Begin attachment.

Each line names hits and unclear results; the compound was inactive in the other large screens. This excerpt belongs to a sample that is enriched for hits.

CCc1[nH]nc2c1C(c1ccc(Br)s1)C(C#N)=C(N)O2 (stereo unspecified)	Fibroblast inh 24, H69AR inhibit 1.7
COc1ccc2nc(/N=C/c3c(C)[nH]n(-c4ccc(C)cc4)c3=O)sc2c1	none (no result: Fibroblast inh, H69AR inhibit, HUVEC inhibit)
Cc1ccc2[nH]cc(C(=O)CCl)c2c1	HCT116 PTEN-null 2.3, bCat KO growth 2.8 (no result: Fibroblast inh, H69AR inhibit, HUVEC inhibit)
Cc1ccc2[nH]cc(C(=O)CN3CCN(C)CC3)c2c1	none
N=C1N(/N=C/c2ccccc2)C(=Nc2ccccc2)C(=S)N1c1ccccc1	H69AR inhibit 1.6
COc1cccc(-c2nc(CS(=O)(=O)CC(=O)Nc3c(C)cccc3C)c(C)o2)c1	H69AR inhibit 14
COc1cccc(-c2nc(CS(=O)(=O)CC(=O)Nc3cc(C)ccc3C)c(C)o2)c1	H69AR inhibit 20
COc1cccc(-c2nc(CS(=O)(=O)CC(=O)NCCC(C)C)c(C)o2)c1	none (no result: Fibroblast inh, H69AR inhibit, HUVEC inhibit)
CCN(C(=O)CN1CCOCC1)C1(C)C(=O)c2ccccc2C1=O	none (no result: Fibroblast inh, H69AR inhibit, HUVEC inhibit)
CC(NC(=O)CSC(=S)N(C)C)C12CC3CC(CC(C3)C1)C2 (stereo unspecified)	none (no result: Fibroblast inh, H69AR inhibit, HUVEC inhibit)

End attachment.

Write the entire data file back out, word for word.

Each line names hits and unclear results; the compound was inactive in the other large screens. This excerpt belongs to a sample that is enriched for hits.

CCc1[nH]nc2c1C(c1ccc(Br)s1)C(C#N)=C(N)O2 (stereo unspecified)	Fibroblast inh 24, H69AR inhibit 1.7
COc1ccc2nc(/N=C/c3c(C)[nH]n(-c4ccc(C)cc4)c3=O)sc2c1	none (no result: Fibroblast inh, H69AR inhibit, HUVEC inhibit)
Cc1ccc2[nH]cc(C(=O)CCl)c2c1	HCT116 PTEN-null 2.3, bCat KO growth 2.8 (no result: Fibroblast inh, H69AR inhibit, HUVEC inhibit)
Cc1ccc2[nH]cc(C(=O)CN3CCN(C)CC3)c2c1	none
N=C1N(/N=C/c2ccccc2)C(=Nc2ccccc2)C(=S)N1c1ccccc1	H69AR inhibit 1.6
COc1cccc(-c2nc(CS(=O)(=O)CC(=O)Nc3c(C)cccc3C)c(C)o2)c1	H69AR inhibit 14
COc1cccc(-c2nc(CS(=O)(=O)CC(=O)Nc3cc(C)ccc3C)c(C)o2)c1	H69AR inhibit 20
COc1cccc(-c2nc(CS(=O)(=O)CC(=O)NCCC(C)C)c(C)o2)c1	none (no result: Fibroblast inh, H69AR inhibit, HUVEC inhibit)
CCN(C(=O)CN1CCOCC1)C1(C)C(=O)c2ccccc2C1=O	none (no result: Fibroblast inh, H69AR inhibit, HUVEC inhibit)
CC(NC(=O)CSC(=S)N(C)C)C12CC3CC(CC(C3)C1)C2 (stereo unspecified)	none (no result: Fibroblast inh, H69AR inhibit, HUVEC inhibit)